Mild, dry coughs


For 3-4 days

2-7 days

Breathing problem

Very prominent, can be severe

Mildly possible

Sore throat

Very prominent


Fatigue and weakness

Prominent gradually

Prominent from the beginning

Repeated shaking with chills



Muscle aches


Prominent, can be severe

Runny nose or blocked nasal passage






Nausea, vomiting, diarrhoea



Brain fog



Unique symptoms

Sudden change in or lack of smell and taste, Multisystem Inflammatory Syndrome (MIS-C) in children



Fatal Pneumonia, Microvascular thrombosis of the toes, Blood clots in arteries and veins of lungs, heart, or brain

Curable pneumonia

In addition to the complications mentioned above, there are certain common severities observed in both diseases. These are:

  • Acute respiratory distress syndrome (ARDS)
  • Cardiac arrest and stroke
  • Secondary bacterial infections
  • Sepsis
  • Aggravation of chronic medical conditions
  • Multi-organ failure

These complications can be further accelerated in patients with pre-existing medical conditions and often lead to fatalities, showing little to no response to treatment. Early diagnosis and understanding the difference between COVID and influenza can help greatly. Then, depending on your diagnosis, seek available treatment options from healthcare professionals.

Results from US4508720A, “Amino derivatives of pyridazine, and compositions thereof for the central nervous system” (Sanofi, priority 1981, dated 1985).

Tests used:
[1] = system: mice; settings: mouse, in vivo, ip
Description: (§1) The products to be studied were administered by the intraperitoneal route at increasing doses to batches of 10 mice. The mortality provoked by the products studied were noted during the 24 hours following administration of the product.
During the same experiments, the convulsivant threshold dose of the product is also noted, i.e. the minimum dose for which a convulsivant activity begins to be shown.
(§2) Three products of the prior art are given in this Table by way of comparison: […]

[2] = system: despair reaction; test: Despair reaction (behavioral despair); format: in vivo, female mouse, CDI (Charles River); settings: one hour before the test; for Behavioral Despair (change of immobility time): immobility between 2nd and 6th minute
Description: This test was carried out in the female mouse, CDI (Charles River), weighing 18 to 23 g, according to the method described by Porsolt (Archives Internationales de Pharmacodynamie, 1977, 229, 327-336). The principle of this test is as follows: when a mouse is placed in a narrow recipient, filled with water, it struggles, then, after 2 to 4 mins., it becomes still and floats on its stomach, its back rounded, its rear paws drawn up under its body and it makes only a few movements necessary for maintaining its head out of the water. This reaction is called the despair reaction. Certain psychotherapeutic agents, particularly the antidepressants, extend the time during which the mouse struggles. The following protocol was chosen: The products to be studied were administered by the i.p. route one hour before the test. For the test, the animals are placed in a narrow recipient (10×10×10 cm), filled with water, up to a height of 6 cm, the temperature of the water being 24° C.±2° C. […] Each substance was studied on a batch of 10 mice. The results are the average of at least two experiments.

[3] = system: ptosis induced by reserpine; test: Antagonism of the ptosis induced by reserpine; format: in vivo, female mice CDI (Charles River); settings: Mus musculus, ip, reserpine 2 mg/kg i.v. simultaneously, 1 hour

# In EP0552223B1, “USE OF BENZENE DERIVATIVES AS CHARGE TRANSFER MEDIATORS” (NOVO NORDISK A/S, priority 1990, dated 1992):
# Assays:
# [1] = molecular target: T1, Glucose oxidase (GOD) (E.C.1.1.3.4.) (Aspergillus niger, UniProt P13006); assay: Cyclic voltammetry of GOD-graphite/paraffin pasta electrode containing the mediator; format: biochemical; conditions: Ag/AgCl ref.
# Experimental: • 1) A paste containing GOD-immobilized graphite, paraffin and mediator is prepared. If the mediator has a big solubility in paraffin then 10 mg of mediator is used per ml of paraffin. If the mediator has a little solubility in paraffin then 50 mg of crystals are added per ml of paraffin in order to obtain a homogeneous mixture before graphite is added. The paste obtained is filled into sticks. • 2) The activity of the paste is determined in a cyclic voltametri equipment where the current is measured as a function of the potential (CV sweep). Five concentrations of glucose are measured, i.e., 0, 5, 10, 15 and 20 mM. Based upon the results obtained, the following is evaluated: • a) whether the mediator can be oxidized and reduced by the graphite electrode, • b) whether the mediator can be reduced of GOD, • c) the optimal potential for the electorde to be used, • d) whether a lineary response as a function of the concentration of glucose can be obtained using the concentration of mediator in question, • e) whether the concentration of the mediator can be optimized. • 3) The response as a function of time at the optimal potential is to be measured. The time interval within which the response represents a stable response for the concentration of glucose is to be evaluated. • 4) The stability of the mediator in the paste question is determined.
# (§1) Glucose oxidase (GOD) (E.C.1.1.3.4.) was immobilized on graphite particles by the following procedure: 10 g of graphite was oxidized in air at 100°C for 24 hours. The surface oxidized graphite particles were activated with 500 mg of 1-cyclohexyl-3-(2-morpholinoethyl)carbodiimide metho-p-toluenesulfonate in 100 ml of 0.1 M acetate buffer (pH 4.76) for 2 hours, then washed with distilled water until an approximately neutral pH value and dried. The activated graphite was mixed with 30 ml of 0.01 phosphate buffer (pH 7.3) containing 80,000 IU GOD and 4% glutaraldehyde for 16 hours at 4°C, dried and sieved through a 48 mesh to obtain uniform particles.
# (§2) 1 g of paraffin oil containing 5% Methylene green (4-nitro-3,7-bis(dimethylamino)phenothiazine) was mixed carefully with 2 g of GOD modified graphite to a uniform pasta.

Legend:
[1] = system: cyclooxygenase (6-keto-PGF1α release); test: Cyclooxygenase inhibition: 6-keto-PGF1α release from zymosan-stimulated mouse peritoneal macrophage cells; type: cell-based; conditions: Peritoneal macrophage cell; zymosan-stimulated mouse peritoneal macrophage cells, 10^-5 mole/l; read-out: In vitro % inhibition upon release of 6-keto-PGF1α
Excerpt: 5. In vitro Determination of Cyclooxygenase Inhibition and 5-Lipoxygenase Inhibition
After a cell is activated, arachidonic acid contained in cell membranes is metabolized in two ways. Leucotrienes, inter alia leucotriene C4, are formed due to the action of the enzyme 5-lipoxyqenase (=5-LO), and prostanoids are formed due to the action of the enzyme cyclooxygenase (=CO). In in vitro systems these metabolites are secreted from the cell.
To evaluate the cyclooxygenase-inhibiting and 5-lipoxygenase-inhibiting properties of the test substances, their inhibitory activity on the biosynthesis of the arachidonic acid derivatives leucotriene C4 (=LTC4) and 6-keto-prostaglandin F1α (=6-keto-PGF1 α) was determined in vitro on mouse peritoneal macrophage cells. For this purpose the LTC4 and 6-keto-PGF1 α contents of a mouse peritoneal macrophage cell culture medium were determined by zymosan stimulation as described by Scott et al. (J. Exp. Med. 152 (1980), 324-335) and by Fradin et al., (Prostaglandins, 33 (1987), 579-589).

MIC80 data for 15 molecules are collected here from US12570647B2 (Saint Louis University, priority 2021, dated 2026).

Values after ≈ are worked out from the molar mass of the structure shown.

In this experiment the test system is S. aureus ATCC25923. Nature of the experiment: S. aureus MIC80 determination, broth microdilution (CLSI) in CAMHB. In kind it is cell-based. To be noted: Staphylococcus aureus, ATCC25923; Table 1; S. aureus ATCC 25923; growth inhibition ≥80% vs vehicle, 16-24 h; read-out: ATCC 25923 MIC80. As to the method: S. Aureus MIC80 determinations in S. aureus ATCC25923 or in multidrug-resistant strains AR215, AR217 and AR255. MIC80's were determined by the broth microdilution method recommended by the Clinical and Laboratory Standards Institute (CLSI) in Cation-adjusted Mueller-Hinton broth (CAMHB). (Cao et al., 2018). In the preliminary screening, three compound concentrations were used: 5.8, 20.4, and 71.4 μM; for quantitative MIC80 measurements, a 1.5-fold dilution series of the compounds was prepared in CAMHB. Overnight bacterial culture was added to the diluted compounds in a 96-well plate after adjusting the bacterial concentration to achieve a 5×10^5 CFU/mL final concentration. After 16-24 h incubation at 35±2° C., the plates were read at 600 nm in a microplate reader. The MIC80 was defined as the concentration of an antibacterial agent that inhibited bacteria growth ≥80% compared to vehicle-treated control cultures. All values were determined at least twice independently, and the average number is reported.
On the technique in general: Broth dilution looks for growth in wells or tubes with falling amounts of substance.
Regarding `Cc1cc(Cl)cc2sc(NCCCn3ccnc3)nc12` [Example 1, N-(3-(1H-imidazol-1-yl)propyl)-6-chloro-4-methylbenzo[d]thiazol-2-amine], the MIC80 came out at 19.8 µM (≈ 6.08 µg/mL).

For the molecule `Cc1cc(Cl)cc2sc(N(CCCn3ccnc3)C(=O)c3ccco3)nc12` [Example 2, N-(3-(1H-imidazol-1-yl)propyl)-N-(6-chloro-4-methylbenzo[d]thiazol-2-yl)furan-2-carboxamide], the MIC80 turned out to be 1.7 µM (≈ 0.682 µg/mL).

Now that you know the answer to what is the difference between flu and Covid, let’s take a look at these conditions’ treatments.

What are the different treatment options available for COVID-19 and influenza?

Although influenza viruses have been around for a long while and SARS-CoV-2 is a brand new virus, both are constantly evolving as new strains, and sub-strains are detected. 

However, the major difference between the cure for COVID-19 and influenza is that the latter can be treated with already available FDA-approved medications and vaccines. 

Unfortunately, the same cannot be said for the novel coronavirus as scientists and doctors continue to treat critical patients with trial drugs.

Here are all the modes of treatment available for both diseases to date.

Treatment options



Antiviral drugs

Phase 3 trial drug , 1) Remdesivir

FDA-approved drugs Baloxavir marboxil (Xofluza) 1) Zanamivir (Relenza), 2) Peramivir (Rapivab), 3) Oseltamivir phosphate (Tamiflu)


Phase 3 trial vaccines - 1) Covishield, 2) Covaxin, 3) Pfizer, 4) Moderna, 5) Sputnik V

FDA-approved vaccines - 1) Inactivated influenza vaccines (IIV), 2) Live attenuated influenza vaccines (LAIV)


Convalescent plasma therapy


Besides the mentioned treatment options, supportive care is a must for both COVID-19 and influenza. This includes:

  • Drinking plenty of fluids to stay hydrated
  • Getting enough rest
  • Taking additional medications for symptomatic treatment, as prescribed by professionals
  • Taking prescribed dietary supplements comprising essential nutrients
  • Mechanical ventilation for severely affected individuals

You know what they say, right? Prevention is better than cure.

Given the current scenario where the second wave of COVID-19 has hit hard amidst the flu season in India, it is best to practice the said precautionary measures. These include wearing a mask, observing physical distancing, and washing/sanitising your hands frequently. Despite the difference between COVID-19 and influenza, these little preventive measures can help protect you from both.

Is it important to get the flu shot during the ongoing pandemic?

Frequently Asked Questions